I often have major problems getting my kids to go to their activities after school. I have a 7 yr old boy and a 5 yr old girl and they both will put up a big fight quite often when it’s time to go out for skating, gymmastics, hockey, etc…I found with my son (who has trouble with transitions) that if I give him enough advanced warning and talk about our plan for the day up front then this usually alleviates the battle. My daughter seems to develop a strong like or dislike for a particular activity and I’ve had to resort to prizes to get her to go to something she doesn’t want to go to. For example, she was selected for the competitive track in gymnastics and was doing great. After about a month, she started complaining and after two months, I had to start the prizes, and by the third month it was a full battle to get her dressed and ready to go. Finally I decided it wasn’t worth ruining our family life for and pulled her out. The coaches were disappointed but what can you do? I tell my kids that I sign them up for new activities that I think they will like and they should finish what they start. If they don’t like it, then I won’t sign them up again. The problem is that sometimes they want to quit half way through. Do you let them quit? Do you accept that you will lose the money you paid? Do you only sign up for things they want to do and trust that they know? How do they know if they will like piano, singing, karate, etc… if they have never tried? On any given day when they say “I’m not going!”, how do you handle that? So, do you let them stay home and watch TV and play Wii or do you get them in the car and go? I worry that they will think quitting is OK.
    Lisa

    Reply
  2. Lisa

    Alyson
    I often have major problems getting my kids to go to their activities after school. I have a 7 yr old boy and a 5 yr old girl and they both will put up a big fight quite often when it’s time to go out for skating, gymmastics, hockey, etc…I found with my son (who has trouble with transitions) that if I give him enough advanced warning and talk about our plan for the day up front then this usually alleviates the battle. My daughter seems to develop a strong like or dislike for a particular activity and I’ve had to resort to prizes to get her to go to something she doesn’t want to go to. For example, she was selected for the competitive track in gymnastics and was doing great. After about a month, she started complaining and after two months, I had to start the prizes, and by the third month it was a full battle to get her dressed and ready to go. Finally I decided it wasn’t worth ruining our family life for and pulled her out. The coaches were disappointed but what can you do? I tell my kids that I sign them up for new activities that I think they will like and they should finish what they start. If they don’t like it, then I won’t sign them up again. The problem is that sometimes they want to quit half way through. Do you let them quit? Do you accept that you will lose the money you paid? Do you only sign up for things they want to do and trust that they know? How do they know if they will like piano, singing, karate, etc… if they have never tried? On any given day when they say “I’m not going!”, how do you handle that? So, do you let them stay home and watch TV and play Wii or do you get them in the car and go? I worry that they will think quitting is OK.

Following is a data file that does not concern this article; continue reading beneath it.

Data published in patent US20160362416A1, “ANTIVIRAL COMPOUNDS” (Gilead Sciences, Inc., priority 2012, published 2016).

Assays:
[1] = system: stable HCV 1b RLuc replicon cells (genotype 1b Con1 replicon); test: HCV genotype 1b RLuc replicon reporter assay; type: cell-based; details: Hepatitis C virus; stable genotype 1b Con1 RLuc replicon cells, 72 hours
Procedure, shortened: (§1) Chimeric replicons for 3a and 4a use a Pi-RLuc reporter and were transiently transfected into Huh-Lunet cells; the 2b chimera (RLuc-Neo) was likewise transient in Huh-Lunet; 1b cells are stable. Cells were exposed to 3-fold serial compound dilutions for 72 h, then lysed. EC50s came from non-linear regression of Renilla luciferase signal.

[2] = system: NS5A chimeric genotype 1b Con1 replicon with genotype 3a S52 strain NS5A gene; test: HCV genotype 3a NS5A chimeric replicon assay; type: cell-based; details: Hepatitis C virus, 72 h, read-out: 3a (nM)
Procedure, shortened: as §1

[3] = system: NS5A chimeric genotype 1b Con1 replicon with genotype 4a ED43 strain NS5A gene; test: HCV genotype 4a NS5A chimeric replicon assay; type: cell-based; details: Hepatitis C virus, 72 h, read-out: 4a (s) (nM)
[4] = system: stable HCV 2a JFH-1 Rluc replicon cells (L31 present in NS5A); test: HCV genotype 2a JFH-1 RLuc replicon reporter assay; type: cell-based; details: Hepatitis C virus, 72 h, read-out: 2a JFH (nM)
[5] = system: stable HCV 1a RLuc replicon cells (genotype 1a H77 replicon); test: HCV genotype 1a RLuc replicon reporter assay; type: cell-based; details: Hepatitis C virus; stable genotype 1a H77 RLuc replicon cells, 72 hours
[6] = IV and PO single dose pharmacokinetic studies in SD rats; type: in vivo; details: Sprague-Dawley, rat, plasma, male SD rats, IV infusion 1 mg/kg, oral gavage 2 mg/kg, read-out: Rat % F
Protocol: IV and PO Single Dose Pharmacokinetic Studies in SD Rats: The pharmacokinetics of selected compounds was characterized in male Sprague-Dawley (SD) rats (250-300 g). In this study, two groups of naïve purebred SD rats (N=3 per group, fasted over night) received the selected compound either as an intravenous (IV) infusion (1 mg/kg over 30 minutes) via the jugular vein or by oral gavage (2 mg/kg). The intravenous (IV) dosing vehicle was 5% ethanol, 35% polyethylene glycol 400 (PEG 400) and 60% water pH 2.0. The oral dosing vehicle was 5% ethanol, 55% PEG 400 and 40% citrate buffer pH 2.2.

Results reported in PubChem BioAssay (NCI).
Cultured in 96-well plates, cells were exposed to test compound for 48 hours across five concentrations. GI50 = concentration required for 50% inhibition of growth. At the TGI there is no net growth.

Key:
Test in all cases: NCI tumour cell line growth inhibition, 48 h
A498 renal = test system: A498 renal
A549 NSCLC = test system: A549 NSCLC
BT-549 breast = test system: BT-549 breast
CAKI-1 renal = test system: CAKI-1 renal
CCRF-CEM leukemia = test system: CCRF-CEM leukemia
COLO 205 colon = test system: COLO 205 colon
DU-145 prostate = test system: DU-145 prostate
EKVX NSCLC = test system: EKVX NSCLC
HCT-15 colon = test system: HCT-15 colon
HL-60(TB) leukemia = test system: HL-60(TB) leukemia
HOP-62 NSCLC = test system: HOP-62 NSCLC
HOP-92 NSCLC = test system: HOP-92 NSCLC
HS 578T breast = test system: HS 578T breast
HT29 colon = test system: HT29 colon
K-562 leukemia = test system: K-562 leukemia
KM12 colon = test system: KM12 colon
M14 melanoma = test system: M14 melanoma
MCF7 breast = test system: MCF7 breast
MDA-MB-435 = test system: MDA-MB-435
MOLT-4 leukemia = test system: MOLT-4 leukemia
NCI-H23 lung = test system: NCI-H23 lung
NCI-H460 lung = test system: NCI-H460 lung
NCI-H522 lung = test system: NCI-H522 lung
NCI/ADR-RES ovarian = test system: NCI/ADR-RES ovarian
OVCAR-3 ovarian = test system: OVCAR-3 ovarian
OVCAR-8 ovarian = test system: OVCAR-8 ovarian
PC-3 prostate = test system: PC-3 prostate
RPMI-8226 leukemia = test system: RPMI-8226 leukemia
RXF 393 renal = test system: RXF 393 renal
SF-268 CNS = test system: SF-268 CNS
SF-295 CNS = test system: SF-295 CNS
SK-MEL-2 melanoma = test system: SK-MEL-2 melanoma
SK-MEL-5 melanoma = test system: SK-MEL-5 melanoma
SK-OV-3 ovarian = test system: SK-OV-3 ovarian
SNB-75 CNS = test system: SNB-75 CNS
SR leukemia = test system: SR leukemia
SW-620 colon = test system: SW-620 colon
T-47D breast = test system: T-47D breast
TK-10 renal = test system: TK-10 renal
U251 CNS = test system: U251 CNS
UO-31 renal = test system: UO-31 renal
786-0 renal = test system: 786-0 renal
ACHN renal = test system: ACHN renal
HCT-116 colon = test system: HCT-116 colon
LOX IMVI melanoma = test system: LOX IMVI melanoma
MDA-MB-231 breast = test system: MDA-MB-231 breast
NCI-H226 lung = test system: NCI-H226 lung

Thanks!
    Lisa

    Reply
  3. Alyson Schafer

    Hello Lisa,

    This is a BIG question for me to reply in the comment section, so I think I’ll do a separate post. You can find more info on this topic too in my latest book “Ain’t Misbehavin”. But here are a few quick ideas until then:

    1) BEFORE signing up – have your child sample a class. Often they can go with a friend or to an open house etc.. so they know what they are signing up for.
    2) WIGGLE ROOM – make an agreement that they can choose 2 or 3 times to “skip” a class, ( assuming it doesn’t impact the team) for those times when they really don’t feel up to it. This increases compliance over all. We all have days we’d rather relax and kids lead very stressful lives. Trust they to say “enough!”.
    3) Drop Out strategy – discuss when you will re-evaluate the program and decide if its worth continuing. Check the refund policies in advance.

    Hope that helps.

    Alyson

    Reply